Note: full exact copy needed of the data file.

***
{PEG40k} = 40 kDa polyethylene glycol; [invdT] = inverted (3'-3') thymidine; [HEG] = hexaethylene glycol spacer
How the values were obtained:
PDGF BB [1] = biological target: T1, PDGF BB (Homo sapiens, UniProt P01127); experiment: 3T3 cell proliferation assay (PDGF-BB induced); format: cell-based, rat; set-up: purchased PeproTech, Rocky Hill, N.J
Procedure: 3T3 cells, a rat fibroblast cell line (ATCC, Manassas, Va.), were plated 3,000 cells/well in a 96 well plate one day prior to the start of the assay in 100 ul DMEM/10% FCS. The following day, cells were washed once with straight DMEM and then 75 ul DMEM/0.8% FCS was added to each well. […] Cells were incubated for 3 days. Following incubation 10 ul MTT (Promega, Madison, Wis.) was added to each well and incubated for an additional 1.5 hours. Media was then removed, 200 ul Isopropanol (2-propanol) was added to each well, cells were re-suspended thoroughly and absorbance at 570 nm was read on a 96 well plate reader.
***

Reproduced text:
{PEG40k} = 40 kDa polyethylene glycol; [invdT] = inverted (3'-3') thymidine; [HEG] = hexaethylene glycol spacer
How the values were obtained:
PDGF BB [1] = biological target: T1, PDGF BB (Homo sapiens, UniProt P01127); experiment: 3T3 cell proliferation assay (PDGF-BB induced); format: cell-based, rat; set-up: purchased PeproTech, Rocky Hill, N.J
Procedure: 3T3 cells, a rat fibroblast cell line (ATCC, Manassas, Va.), were plated 3,000 cells/well in a 96 well plate one day prior to the start of the assay in 100 ul DMEM/10% FCS. The following day, cells were washed once with straight DMEM and then 75 ul DMEM/0.8% FCS was added to each well. […] Cells were incubated for 3 days. Following incubation 10 ul MTT (Promega, Madison, Wis.) was added to each well and incubated for an additional 1.5 hours. Media was then removed, 200 ul Isopropanol (2-propanol) was added to each well, cells were re-suspended thoroughly and absorbance at 570 nm was read on a 96 well plate reader.